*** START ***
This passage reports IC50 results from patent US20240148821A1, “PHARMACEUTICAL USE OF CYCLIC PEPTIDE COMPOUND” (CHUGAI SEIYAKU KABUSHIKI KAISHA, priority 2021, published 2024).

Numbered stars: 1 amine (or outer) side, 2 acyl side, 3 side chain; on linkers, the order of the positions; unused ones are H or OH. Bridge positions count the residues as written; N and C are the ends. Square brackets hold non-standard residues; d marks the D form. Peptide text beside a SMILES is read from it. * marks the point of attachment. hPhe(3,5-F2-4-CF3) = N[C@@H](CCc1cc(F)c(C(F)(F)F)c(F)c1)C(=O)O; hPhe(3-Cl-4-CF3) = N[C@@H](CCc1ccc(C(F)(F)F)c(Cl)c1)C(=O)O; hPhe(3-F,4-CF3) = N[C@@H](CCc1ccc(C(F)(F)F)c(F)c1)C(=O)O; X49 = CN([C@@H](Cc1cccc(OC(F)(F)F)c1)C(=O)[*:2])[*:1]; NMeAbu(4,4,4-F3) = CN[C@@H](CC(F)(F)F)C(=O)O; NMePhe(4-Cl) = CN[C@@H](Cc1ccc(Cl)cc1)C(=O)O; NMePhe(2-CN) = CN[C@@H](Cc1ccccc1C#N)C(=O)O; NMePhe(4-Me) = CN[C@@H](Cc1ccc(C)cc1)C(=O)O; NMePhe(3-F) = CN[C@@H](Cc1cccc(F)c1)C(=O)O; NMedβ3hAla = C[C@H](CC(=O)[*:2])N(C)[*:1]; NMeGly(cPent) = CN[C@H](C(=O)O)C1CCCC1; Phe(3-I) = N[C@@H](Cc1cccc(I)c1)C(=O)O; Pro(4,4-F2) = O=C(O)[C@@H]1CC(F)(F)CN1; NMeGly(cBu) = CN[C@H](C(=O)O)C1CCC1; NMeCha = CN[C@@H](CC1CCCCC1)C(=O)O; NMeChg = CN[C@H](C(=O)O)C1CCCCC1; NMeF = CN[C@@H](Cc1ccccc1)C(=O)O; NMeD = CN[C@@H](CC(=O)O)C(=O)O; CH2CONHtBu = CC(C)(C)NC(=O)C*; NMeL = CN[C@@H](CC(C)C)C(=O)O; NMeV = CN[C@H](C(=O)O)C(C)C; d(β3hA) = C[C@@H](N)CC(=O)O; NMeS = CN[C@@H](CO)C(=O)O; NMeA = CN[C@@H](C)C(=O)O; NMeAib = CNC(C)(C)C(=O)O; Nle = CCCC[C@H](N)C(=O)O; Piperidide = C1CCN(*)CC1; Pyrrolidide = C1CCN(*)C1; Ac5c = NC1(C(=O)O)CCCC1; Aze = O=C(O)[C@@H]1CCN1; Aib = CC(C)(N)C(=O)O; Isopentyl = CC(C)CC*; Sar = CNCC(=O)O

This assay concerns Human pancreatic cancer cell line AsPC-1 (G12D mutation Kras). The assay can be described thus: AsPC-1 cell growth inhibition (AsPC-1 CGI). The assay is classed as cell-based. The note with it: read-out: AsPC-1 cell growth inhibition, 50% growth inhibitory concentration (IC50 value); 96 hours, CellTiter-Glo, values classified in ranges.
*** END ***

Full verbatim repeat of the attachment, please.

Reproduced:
This passage reports IC50 results from patent US20240148821A1, “PHARMACEUTICAL USE OF CYCLIC PEPTIDE COMPOUND” (CHUGAI SEIYAKU KABUSHIKI KAISHA, priority 2021, published 2024).

Numbered stars: 1 amine (or outer) side, 2 acyl side, 3 side chain; on linkers, the order of the positions; unused ones are H or OH. Bridge positions count the residues as written; N and C are the ends. Square brackets hold non-standard residues; d marks the D form. Peptide text beside a SMILES is read from it. * marks the point of attachment. hPhe(3,5-F2-4-CF3) = N[C@@H](CCc1cc(F)c(C(F)(F)F)c(F)c1)C(=O)O; hPhe(3-Cl-4-CF3) = N[C@@H](CCc1ccc(C(F)(F)F)c(Cl)c1)C(=O)O; hPhe(3-F,4-CF3) = N[C@@H](CCc1ccc(C(F)(F)F)c(F)c1)C(=O)O; X49 = CN([C@@H](Cc1cccc(OC(F)(F)F)c1)C(=O)[*:2])[*:1]; NMeAbu(4,4,4-F3) = CN[C@@H](CC(F)(F)F)C(=O)O; NMePhe(4-Cl) = CN[C@@H](Cc1ccc(Cl)cc1)C(=O)O; NMePhe(2-CN) = CN[C@@H](Cc1ccccc1C#N)C(=O)O; NMePhe(4-Me) = CN[C@@H](Cc1ccc(C)cc1)C(=O)O; NMePhe(3-F) = CN[C@@H](Cc1cccc(F)c1)C(=O)O; NMedβ3hAla = C[C@H](CC(=O)[*:2])N(C)[*:1]; NMeGly(cPent) = CN[C@H](C(=O)O)C1CCCC1; Phe(3-I) = N[C@@H](Cc1cccc(I)c1)C(=O)O; Pro(4,4-F2) = O=C(O)[C@@H]1CC(F)(F)CN1; NMeGly(cBu) = CN[C@H](C(=O)O)C1CCC1; NMeCha = CN[C@@H](CC1CCCCC1)C(=O)O; NMeChg = CN[C@H](C(=O)O)C1CCCCC1; NMeF = CN[C@@H](Cc1ccccc1)C(=O)O; NMeD = CN[C@@H](CC(=O)O)C(=O)O; CH2CONHtBu = CC(C)(C)NC(=O)C*; NMeL = CN[C@@H](CC(C)C)C(=O)O; NMeV = CN[C@H](C(=O)O)C(C)C; d(β3hA) = C[C@@H](N)CC(=O)O; NMeS = CN[C@@H](CO)C(=O)O; NMeA = CN[C@@H](C)C(=O)O; NMeAib = CNC(C)(C)C(=O)O; Nle = CCCC[C@H](N)C(=O)O; Piperidide = C1CCN(*)CC1; Pyrrolidide = C1CCN(*)C1; Ac5c = NC1(C(=O)O)CCCC1; Aze = O=C(O)[C@@H]1CCN1; Aib = CC(C)(N)C(=O)O; Isopentyl = CC(C)CC*; Sar = CNCC(=O)O

This assay concerns Human pancreatic cancer cell line AsPC-1 (G12D mutation Kras). The assay can be described thus: AsPC-1 cell growth inhibition (AsPC-1 CGI). The assay is classed as cell-based. The note with it: read-out: AsPC-1 cell growth inhibition, 50% growth inhibitory concentration (IC50 value); 96 hours, CellTiter-Glo, values classified in ranges.